Both mezcal and tequila are safeguarded by designation of origin status, which means they can only be produced in certain regions of Mexico. Tequila has more strict regulations — it can be produced in only five states: Jalisco, Michoacan, Guanajuato, Nayarit, and Tamaulipas. Mezcal, however, has a wider production region spanning nine states: Oaxaca, Guerrero, Durango, San Luis Potosi, Zacatecas, Guanajuato, Tamaulipas, Michoacán, and Puebla.

A Brief Overview

Mezcal and tequila, though both are spirits distilled from agave plants native to Mexico, are quite distinct from each other. Such differences arise from variance in origin, their distinct production methods, the certain species of agave plants used, and ultimately, their unique taste. Depending on your individual preference, you might be inclined towards either the smokier taste of mezcal, or the smoother, sweeter flavor profile provided by tequila.

Image comparing a bottle of mezcal and a bottle of tequila, representing the differences between the two spirits.

Production Process of Mezcal and Tequila

The Agave Harvest

The initial step in the production process of both tequila and mezcal is the harvesting of the agave plant. This desert succulent, which takes anywhere from eight to thirty years to fully mature, is endemic to Mexico. To prepare for distillation, jimadores (agave farmers) remove the plants’ long, pointed leaves to expose the piña (heart). Once the leaves are removed, the piña strongly resembles a large pineapple.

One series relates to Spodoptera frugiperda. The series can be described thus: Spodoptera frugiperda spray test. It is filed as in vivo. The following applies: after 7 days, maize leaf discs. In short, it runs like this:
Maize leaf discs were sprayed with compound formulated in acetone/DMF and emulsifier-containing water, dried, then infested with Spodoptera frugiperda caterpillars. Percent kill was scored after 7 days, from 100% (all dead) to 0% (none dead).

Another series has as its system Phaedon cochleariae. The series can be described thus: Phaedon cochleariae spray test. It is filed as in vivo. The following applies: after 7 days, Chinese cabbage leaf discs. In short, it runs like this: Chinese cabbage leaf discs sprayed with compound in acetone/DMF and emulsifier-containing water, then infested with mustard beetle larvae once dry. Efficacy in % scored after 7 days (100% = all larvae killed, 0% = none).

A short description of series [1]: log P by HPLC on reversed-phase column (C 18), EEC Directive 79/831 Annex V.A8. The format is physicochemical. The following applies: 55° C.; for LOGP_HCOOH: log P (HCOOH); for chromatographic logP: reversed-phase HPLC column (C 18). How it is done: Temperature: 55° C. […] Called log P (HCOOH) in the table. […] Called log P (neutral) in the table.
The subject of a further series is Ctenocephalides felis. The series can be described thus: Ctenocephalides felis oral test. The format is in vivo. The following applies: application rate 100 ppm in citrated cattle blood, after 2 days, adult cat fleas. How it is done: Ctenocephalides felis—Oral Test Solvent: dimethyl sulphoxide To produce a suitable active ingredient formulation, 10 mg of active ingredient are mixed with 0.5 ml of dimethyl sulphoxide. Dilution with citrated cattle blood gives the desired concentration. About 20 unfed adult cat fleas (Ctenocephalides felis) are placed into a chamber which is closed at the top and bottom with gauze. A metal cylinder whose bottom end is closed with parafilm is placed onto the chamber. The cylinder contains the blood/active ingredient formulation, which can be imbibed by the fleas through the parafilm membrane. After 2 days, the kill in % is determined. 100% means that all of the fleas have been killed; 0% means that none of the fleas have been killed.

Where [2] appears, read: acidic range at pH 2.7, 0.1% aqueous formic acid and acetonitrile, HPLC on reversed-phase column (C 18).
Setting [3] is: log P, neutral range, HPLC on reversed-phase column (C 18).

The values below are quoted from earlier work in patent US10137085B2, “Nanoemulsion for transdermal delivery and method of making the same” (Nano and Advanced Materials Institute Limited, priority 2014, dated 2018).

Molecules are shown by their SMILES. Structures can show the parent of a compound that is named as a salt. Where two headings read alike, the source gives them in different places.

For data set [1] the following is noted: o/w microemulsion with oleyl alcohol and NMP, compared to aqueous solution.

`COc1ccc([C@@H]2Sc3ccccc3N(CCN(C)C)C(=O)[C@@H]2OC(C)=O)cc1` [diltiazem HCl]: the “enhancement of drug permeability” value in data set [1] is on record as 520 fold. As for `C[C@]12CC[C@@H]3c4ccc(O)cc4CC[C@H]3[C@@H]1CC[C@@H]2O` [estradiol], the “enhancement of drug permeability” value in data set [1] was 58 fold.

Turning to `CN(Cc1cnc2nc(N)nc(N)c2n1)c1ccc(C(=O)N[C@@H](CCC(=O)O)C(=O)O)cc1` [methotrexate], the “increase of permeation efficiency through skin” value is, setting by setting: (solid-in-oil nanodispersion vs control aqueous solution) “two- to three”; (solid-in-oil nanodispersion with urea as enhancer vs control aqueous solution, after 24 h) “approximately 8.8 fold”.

The very type of agave used marks a key difference between tequila and mezcal. While the blue agave plant, or Agave tequilana Weber, is exclusively used in the production of tequila, mainly growing abudantly the region surrounding the city of Tequila in Jalisco, Mexico. Mezcal, conversely, displays a far greater variability in terms of the type of agave utilized. Over thirty different agave varieties can go into making mezcal, but the Espadín agave is most commonly used. Higher-end mezcals can be made from other agave types like Tobalá, Tobaziche, and Tepeztate.

Cooking the Agave

The cooking process is where mezcal and tequila diverge significantly, contributing most to their distinct flavors. For tequila production, the harvested agave piñas are traditionally cooked in large, industrial ovens known as autoclaves. This is a modern method that results in a very clean, crisp flavor. Some artisanal tequila makers still use the traditional method of stone or brick ovens, but autoclaves are more common in large-scale operations where consistency is key.

For mezcal production, the cooking process is more traditional and rustic. The agave piñas are cooked in earthen pits lined with lava rocks and filled with wood and charcoal. They’re covered with agave leaves and earth, then left to cook for several days. This underground cooking process gives mezcal its characteristic smokey flavor. Each producer’s pit, wood type, and cooking time contribute to the unique flavor profile of the mezcal.

Fermentation and Distillation